Hook ladder
Hook Hook (h[oo^]k; 277), n. [OE. hok, AS. h[=o]c; cf. D. haak, G. hake, haken, OHG. h[=a]ko, h[=a]go, h[=a]ggo, Icel. haki, Sw. hake, Dan. hage. Cf. {Arquebuse}, {Hagbut}, {Hake}, {Hatch} a half door, {Heckle}.] 1. A piece of metal, or other hard material, formed or bent into a curve or at an angle, for catching, holding, or sustaining anything; as, a hook for catching fish; a hook for fastening a gate; a boat hook, etc. [1913 Webster]

2. That part of a hinge which is fixed to a post, and on which a door or gate hangs and turns. [1913 Webster]

3. An implement for cutting grass or grain; a sickle; an instrument for cutting or lopping; a billhook. [1913 Webster]

Like slashing Bentley with his desperate hook. --Pope. [1913 Webster]

4. (Steam Engin.) See {Eccentric}, and {V-hook}. [1913 Webster]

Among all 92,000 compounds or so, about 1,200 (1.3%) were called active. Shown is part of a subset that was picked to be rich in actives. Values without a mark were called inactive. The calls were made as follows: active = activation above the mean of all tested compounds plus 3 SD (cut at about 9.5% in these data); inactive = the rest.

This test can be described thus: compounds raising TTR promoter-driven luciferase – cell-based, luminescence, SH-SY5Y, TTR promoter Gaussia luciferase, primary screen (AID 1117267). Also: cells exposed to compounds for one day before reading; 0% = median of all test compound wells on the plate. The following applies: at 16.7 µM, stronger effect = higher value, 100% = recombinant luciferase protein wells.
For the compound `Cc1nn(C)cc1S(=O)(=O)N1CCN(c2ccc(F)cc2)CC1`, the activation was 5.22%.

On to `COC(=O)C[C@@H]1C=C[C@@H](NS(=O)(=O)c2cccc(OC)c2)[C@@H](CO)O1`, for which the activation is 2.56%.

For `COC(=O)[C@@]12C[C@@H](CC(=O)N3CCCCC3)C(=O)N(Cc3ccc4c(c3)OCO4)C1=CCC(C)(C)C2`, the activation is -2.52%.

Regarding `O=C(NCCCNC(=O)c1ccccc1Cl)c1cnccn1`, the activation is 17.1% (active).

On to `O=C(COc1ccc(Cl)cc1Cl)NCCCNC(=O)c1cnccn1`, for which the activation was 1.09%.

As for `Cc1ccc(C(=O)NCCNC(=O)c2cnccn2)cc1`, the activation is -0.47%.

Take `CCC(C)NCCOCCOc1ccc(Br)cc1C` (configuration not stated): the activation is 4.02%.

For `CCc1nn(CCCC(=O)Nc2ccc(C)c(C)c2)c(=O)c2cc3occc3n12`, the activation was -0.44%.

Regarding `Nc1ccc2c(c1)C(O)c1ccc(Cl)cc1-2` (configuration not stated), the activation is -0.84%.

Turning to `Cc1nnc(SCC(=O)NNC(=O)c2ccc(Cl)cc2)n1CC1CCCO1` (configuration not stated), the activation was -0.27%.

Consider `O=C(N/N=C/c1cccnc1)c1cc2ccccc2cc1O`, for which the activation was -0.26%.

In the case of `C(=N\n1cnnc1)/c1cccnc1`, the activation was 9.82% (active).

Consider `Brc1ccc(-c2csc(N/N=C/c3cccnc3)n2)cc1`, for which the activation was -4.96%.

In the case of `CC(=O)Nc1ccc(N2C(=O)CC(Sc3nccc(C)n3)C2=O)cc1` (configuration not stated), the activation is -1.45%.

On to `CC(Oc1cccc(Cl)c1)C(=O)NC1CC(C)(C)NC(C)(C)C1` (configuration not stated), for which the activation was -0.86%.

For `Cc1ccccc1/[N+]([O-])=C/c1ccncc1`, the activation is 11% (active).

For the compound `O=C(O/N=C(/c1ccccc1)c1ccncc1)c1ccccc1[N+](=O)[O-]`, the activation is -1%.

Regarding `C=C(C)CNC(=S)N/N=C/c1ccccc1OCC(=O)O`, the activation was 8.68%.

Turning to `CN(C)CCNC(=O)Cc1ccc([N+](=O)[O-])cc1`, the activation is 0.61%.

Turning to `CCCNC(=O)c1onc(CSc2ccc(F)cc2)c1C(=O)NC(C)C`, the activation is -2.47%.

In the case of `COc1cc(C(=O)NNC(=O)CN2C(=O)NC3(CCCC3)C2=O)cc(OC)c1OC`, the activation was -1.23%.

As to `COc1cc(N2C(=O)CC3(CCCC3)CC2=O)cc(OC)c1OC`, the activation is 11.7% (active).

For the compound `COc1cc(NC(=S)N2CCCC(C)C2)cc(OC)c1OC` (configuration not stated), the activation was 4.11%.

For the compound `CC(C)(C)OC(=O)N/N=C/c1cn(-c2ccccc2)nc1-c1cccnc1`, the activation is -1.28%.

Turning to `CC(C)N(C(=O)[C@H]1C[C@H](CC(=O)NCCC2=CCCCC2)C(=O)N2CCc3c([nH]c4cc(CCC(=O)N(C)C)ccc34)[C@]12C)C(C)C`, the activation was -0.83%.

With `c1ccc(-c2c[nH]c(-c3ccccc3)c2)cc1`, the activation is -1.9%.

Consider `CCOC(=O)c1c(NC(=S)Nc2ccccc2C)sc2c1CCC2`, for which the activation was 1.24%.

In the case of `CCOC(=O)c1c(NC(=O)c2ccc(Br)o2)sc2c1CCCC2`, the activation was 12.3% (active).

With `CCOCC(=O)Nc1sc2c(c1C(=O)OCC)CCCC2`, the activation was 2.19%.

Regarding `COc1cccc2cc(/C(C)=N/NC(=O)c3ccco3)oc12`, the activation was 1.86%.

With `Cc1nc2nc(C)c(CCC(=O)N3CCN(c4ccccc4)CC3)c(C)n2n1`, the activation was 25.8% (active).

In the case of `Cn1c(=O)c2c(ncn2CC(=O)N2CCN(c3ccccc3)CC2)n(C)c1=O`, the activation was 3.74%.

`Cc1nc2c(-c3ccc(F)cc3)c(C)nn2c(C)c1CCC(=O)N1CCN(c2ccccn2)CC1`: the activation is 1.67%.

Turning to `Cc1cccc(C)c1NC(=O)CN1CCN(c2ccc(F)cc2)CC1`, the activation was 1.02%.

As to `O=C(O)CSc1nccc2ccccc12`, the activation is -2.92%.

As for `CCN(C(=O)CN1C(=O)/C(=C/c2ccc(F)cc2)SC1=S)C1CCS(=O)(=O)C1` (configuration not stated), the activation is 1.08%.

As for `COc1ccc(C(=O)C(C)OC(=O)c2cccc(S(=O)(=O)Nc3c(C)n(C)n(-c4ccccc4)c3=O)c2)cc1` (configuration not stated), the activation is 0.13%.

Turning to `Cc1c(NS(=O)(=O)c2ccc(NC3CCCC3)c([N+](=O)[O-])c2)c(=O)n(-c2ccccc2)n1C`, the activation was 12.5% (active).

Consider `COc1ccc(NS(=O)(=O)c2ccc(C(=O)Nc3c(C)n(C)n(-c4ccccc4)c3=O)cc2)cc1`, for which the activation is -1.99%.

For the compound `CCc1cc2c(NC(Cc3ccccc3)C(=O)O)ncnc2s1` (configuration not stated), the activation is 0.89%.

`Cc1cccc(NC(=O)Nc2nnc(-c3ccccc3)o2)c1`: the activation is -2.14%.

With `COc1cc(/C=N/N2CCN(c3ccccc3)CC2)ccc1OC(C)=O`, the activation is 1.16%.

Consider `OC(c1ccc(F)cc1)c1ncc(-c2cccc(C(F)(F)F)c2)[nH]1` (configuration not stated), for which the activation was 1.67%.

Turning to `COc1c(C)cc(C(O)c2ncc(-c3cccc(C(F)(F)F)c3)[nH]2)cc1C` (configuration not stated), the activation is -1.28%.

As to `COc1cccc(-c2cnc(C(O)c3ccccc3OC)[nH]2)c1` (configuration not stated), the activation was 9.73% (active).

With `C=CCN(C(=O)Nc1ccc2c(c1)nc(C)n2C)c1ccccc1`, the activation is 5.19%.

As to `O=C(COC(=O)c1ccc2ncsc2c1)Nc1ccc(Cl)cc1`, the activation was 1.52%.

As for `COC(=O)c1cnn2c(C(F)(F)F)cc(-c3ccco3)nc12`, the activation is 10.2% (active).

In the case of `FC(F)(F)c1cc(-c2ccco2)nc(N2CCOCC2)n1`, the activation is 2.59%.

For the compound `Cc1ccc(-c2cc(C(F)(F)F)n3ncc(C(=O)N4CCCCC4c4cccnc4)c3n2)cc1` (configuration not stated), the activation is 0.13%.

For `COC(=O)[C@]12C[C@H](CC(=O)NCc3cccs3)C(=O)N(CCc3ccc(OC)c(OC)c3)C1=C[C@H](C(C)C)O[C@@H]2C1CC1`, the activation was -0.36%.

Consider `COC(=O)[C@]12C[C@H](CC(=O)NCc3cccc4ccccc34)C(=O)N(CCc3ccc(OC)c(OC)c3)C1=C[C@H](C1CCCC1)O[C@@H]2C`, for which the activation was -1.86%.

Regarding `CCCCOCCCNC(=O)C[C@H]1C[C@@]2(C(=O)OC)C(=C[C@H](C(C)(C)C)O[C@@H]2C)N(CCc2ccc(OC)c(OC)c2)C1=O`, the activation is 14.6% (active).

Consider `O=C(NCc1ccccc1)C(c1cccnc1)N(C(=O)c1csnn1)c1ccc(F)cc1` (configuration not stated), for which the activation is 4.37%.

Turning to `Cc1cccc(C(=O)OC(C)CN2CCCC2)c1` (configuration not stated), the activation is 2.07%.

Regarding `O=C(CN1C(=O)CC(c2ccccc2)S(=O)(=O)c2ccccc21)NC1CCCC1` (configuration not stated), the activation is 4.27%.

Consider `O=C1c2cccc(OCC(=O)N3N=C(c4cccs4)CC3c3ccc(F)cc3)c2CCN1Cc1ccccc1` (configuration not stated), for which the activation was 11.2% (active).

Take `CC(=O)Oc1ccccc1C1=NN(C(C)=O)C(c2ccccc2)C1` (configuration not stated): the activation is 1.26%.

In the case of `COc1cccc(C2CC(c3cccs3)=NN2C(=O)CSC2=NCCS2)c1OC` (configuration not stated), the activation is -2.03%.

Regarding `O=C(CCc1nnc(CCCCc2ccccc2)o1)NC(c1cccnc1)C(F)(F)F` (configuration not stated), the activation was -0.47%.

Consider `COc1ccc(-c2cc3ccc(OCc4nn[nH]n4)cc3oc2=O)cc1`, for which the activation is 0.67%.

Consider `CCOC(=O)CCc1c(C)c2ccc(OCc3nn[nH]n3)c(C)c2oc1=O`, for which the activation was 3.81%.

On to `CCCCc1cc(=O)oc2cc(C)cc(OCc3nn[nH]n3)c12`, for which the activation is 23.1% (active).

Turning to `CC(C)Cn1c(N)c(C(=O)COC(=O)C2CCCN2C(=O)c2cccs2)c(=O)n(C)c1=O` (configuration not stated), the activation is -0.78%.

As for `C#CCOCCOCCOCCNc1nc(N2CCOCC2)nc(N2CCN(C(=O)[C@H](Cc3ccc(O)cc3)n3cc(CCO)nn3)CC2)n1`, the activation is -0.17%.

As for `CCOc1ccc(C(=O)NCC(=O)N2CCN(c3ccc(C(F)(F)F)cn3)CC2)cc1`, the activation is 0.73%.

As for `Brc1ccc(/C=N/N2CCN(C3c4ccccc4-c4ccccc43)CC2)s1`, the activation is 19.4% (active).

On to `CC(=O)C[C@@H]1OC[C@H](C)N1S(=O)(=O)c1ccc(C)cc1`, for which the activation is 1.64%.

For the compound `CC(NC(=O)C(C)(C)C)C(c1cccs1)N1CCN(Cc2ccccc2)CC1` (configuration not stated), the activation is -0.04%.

5. A snare; a trap. [R.] --Shak. [1913 Webster]

6. A field sown two years in succession. [Prov. Eng.] [1913 Webster]

7. pl. The projecting points of the thigh bones of cattle; -- called also {hook bones}. [1913 Webster]

8. (Geog.) A spit or narrow cape of sand or gravel turned landward at the outer end; as, Sandy Hook in New Jersey. [Webster 1913 Suppl. +PJC]

9. (Sports) The curving motion of a ball, as in bowling or baseball, curving away from the hand which threw the ball; in golf, a curving motion in the direction of the golfer who struck the ball. [PJC]

10. (Computers) A procedure within the encoding of a computer program which allows the user to modify the program so as to import data from or export data to other programs. [PJC]

{By hook or by crook}, one way or other; by any means, direct or indirect. --Milton. ``In hope her to attain by hook or crook.'' --Spenser.

{Off the hook}, freed from some obligation or difficulty; as, to get off the hook by getting someone else to do the job. [Colloq.]

{Off the hooks}, unhinged; disturbed; disordered. [Colloq.] ``In the evening, by water, to the Duke of Albemarle, whom I found mightly off the hooks that the ships are not gone out of the river.'' --Pepys.